Study finds stenting and endarterectomy get equal results in patients at risk of stroke, heart attack and death related to stenosis.
The results of the CREST (Carotid Revascularization Endarterectomy versus Stenting Trial) study are in.
In the final analysis, stent-assisted carotid angioplasty (CAS) proved equal to carotid endarterectomy (CEA) in stroke prevention for patients with carotid-artery stenosis.
A research team led by Thomas Brott, MD, of the Jacksonville, FL Mayo Clinic and Rutgers New Jersey Medical School (Rutgers NJMS) “did not find a significant difference between patients who underwent stenting and those who underwent endarterectomy” with regard to subsequent stroke, myocardial infarction, or death.
Writing about their sprawling long-term study in the New England Journal of Medicine, the team said 2,502 men and women with carotid artery disease were recruited, treated and evaluated every six months over a ten year period.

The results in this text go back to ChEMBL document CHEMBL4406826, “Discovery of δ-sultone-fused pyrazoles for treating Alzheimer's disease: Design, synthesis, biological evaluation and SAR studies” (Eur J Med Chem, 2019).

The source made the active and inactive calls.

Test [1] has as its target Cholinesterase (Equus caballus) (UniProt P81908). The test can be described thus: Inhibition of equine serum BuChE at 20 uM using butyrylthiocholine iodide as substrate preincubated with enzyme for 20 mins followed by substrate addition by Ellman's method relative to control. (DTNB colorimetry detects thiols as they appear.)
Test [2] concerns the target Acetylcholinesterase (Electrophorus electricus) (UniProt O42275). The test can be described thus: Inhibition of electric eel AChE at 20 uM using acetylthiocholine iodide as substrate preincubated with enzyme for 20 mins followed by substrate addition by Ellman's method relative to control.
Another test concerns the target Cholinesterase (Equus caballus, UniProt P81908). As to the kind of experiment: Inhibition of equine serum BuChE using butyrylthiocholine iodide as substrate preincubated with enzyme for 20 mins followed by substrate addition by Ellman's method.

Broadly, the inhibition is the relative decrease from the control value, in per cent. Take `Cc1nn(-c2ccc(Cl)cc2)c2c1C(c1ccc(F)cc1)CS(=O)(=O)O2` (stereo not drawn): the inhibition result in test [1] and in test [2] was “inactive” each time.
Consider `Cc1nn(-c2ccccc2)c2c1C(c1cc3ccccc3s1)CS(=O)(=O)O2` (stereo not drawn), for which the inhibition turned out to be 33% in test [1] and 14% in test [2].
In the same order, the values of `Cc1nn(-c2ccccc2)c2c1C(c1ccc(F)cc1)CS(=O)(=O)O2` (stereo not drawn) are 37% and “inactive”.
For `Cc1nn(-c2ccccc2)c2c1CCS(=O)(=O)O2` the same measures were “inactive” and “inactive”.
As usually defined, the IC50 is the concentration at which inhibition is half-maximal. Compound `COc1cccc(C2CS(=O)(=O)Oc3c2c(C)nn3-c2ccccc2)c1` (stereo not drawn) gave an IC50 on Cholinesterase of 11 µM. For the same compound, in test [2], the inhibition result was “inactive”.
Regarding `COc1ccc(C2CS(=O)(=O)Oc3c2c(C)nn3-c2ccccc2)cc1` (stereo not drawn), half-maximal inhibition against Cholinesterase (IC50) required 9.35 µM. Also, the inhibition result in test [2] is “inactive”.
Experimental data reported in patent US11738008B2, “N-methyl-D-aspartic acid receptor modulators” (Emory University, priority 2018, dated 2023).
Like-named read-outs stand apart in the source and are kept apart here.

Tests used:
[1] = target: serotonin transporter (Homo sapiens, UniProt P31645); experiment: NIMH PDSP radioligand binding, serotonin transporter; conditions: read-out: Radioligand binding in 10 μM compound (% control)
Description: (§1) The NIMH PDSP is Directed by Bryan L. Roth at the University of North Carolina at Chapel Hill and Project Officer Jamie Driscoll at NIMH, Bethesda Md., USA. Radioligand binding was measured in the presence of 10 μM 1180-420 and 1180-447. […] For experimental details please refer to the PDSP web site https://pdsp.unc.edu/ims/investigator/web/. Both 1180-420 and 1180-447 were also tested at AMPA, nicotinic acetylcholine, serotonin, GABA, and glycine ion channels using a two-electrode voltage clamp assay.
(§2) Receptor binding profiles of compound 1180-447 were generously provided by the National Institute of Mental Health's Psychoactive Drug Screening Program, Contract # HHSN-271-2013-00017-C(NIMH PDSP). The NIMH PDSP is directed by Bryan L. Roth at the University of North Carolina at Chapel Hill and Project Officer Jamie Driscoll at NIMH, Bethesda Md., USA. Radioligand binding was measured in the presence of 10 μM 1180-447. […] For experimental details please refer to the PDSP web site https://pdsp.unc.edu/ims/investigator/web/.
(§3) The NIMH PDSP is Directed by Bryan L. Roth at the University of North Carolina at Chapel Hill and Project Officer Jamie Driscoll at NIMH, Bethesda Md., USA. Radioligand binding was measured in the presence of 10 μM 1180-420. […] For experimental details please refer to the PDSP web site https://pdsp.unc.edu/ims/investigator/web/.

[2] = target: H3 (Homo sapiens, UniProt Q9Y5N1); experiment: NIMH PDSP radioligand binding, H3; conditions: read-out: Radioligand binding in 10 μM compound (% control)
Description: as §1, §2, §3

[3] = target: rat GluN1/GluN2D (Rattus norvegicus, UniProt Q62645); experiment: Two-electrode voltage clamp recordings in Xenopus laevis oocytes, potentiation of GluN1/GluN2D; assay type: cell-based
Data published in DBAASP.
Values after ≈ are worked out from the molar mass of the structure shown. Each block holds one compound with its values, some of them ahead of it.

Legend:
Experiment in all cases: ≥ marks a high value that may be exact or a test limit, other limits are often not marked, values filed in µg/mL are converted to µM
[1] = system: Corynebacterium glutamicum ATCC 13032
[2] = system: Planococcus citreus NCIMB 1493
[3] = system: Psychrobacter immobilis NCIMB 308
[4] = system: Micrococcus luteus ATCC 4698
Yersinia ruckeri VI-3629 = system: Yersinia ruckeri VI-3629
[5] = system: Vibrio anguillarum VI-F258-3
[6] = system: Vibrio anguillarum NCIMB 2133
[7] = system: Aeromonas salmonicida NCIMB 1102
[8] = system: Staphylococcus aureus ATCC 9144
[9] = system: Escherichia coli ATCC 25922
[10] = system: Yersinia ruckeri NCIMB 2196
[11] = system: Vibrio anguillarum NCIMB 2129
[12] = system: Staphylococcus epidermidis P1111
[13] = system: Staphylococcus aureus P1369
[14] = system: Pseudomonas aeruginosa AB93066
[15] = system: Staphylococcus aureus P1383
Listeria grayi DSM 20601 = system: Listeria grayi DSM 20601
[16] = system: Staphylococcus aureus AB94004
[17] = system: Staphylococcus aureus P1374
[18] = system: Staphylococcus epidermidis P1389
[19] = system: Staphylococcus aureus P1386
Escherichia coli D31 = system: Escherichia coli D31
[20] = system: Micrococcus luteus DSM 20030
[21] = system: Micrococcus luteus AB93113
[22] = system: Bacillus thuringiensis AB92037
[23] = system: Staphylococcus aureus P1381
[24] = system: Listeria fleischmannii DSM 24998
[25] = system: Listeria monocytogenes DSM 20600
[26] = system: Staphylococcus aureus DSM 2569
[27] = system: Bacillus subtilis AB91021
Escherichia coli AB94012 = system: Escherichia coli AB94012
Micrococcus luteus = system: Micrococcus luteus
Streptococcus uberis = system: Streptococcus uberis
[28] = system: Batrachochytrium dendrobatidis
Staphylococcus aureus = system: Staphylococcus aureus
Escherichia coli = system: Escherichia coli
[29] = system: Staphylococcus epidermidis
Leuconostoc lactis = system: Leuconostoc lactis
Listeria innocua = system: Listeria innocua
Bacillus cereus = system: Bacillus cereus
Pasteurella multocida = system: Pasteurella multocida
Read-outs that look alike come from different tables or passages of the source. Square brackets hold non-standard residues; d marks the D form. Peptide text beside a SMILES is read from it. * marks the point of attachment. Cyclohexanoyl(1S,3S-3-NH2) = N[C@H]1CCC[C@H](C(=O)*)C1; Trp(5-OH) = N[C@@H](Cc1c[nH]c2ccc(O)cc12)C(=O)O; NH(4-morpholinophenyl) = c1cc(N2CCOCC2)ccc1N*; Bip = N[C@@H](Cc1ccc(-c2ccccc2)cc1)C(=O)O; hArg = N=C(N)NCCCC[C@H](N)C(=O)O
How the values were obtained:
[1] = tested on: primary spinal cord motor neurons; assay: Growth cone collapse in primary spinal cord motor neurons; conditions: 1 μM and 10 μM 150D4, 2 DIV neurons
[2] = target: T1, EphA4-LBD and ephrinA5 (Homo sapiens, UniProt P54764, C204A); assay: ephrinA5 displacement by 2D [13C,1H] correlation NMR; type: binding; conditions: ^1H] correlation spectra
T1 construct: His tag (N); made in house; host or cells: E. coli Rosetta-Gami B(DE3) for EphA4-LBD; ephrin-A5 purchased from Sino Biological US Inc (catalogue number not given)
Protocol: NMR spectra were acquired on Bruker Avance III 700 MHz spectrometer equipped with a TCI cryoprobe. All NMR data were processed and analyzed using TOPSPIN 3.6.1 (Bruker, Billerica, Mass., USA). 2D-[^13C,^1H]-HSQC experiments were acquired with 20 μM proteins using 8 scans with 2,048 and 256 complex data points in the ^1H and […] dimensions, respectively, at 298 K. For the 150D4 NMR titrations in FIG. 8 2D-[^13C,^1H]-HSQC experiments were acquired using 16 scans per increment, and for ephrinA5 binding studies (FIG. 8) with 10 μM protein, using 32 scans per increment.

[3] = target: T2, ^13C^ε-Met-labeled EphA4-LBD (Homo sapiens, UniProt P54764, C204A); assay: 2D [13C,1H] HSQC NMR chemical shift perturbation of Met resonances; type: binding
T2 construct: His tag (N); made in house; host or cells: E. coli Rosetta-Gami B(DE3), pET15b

The research was done at 117 sites in the US and Canada and was coordinated by Rutgers NJMS.
Patients were designated as symptomatic or asymptomatic and randomized to stenting or endarterectomy. The resulting patient data analyzed at the University of Alabama at Birmingham showed a post-procedural stroke risk of about 7 percent for all patients no matter which procedure was employed.
“This very low rate shows these procedures are safe and are also very durable in preventing stroke” said Brott. Comparisons at ten years for re-stenosis were about 1 percent per year for each either stenting or surgery. The benefit was constant across age and gender as well as for the symptomatic and asymptomatic group.